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Futuristic Functions and how to Fake them

Futuristic Functions and how to Fake them

A journey story about how we re-engineered a set of high-traffic services at a major Academic Publisher to use Finagle - the Server as a Function framework from Twitter.

I'll cover the concepts behind Finagle, then how we extended the application of those concepts to develop Fintrospect.io, a typesafe routing library that sits atop it. Finally, we'll see how the combination of the 2 technologies reinvented how we implemented microservice testing strategies, and allowed the applications to be fully Continuously Deployed.

Presented at the London Scala User Group.

David Denton

October 23, 2017

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  1. Domain: Academic Publishing •Backbone app delivering metadata search services and

    asset XML for branded academic research content: •Serves 20-30 million requests per day CD build & deploy by Deployed to Monorepo in
  2. Migration == Opportunity! Issues we’d like to address: • Separation

    of route logic hard to debug • No typesafety around routing - validation boilerplate! • Loads and loads and loads of dependencies. • Hard to test end-to-end scenarios. • Network failure cases hard to simulate. • Swagger support not integrated.
  3. • 2013 Whitepaper from Marius Eriksen @ Twitter Server as

    a Function • Defined 2 major concepts: • Service represents System Boundaries • Filter used to apply I/O transformation and stateful effects • Protocol agnostic RPC system • In production @ Twitter • Scala + Netty • Fault tolerant by design • Basis for LinkerD ServiceMesh
  4. Concept: Service “It turns an Request into an (eventual) Response”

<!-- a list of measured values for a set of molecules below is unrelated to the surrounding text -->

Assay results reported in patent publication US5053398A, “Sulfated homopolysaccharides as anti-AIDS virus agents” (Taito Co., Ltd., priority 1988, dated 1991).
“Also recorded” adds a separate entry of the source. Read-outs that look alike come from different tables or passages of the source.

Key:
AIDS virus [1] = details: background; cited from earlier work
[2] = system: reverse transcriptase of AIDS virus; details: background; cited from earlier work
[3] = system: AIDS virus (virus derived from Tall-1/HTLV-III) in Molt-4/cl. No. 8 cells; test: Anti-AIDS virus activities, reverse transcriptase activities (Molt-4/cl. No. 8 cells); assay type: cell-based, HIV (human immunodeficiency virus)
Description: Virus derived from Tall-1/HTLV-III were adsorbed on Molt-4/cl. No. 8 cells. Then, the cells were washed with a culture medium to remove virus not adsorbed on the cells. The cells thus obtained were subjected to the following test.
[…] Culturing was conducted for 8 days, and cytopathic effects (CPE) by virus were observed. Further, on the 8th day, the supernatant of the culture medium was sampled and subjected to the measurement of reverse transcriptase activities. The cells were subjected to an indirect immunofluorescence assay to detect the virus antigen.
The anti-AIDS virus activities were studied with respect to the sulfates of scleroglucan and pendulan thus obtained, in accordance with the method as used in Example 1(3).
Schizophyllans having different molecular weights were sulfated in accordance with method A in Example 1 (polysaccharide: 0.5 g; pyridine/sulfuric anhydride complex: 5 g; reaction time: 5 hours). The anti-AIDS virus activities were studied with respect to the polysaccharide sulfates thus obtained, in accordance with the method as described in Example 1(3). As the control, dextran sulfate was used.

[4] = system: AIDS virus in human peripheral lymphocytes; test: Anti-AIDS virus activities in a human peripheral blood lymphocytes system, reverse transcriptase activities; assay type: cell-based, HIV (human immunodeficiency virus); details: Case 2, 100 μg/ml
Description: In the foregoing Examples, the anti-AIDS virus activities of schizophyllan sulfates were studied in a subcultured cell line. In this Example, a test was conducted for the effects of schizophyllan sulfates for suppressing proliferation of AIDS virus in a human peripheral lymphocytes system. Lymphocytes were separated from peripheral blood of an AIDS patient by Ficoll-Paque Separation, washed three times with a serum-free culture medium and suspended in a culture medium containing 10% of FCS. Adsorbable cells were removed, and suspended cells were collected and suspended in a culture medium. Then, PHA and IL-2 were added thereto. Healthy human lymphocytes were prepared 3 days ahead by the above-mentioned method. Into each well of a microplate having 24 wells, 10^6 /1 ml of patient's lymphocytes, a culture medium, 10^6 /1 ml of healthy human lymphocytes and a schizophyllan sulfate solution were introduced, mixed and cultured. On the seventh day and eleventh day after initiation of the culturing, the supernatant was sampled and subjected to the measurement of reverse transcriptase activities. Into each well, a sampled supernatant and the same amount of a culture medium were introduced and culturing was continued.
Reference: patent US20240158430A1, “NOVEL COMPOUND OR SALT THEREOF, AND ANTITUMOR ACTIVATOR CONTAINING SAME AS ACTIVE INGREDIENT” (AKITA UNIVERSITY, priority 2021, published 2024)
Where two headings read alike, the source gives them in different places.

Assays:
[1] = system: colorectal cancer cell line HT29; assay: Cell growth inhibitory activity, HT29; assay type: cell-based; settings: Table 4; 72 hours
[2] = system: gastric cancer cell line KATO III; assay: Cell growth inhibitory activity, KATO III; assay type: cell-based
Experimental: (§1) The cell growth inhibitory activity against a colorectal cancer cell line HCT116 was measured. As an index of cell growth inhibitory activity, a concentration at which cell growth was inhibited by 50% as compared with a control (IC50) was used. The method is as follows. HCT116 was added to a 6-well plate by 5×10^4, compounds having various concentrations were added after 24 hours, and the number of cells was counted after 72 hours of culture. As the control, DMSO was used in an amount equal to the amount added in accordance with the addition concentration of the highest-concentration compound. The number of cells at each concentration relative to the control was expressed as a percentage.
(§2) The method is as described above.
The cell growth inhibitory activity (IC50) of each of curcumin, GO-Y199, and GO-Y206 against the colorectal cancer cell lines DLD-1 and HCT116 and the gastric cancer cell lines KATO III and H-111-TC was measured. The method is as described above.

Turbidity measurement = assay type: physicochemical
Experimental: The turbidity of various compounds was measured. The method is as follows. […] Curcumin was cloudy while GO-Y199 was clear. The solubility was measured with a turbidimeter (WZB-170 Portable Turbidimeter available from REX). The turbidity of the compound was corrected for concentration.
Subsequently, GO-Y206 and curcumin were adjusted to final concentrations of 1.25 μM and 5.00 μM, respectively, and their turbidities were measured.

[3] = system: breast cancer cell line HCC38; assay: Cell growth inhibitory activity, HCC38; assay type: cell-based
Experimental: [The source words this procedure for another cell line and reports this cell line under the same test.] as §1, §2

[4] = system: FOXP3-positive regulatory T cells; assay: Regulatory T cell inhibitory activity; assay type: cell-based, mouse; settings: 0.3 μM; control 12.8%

Service: Request => Future[Response] ie. it’s a function! val service: Service[Request, Response] = Service.mk { r => val response = Response(Status.Ok) response.content = r.content Future(response) }
  5. Concept: Filter “Provides pre and post processing on a remote

    operation” Filter[ReqIn, RespIn, ReqOut, RespOut] = (ReqIn, Service[ReqOut, RespOut]) => Future[RespIn] ie. it’s a function! val addType: Filter[Request, Response, Request, Response] = Filter.mk { (req, next) => next(req).map(resp => { resp.headerMap("Content-type") = "application/json" resp }) } Filters compose with other Filters/Services using andThen()
  6. Testing Services This is trivially easy, because Services are just

    functions! val echoPath = Service.mk[Request, Response] { req => val response = Response(Status.Ok) response.contentString = req.uri Future(response) } class EchoPathTest extends FunSpec with Matchers { it("echoes path”) { Await.result(echoPath(Request("hello"))).contentString shouldBe "/hello" } }
  7. Functions on a network! val service: Service[Request, Response] = Service.mk

    { req: Request => Future(Response(Ok)) } val server: ListeningServer = Http.serve(":80", service) We can mount a Service into a running Finagle Server
  8. HTTP Clients “It turns an Request into an (eventual) Response”

    val client: Service[Request, Response] = Http.newService(”www.google.com:80”) val response: Future[Response] = client( Request(GET, "/search?query=hello") ) Service: Request => Future[Response] ie. it’s a Service!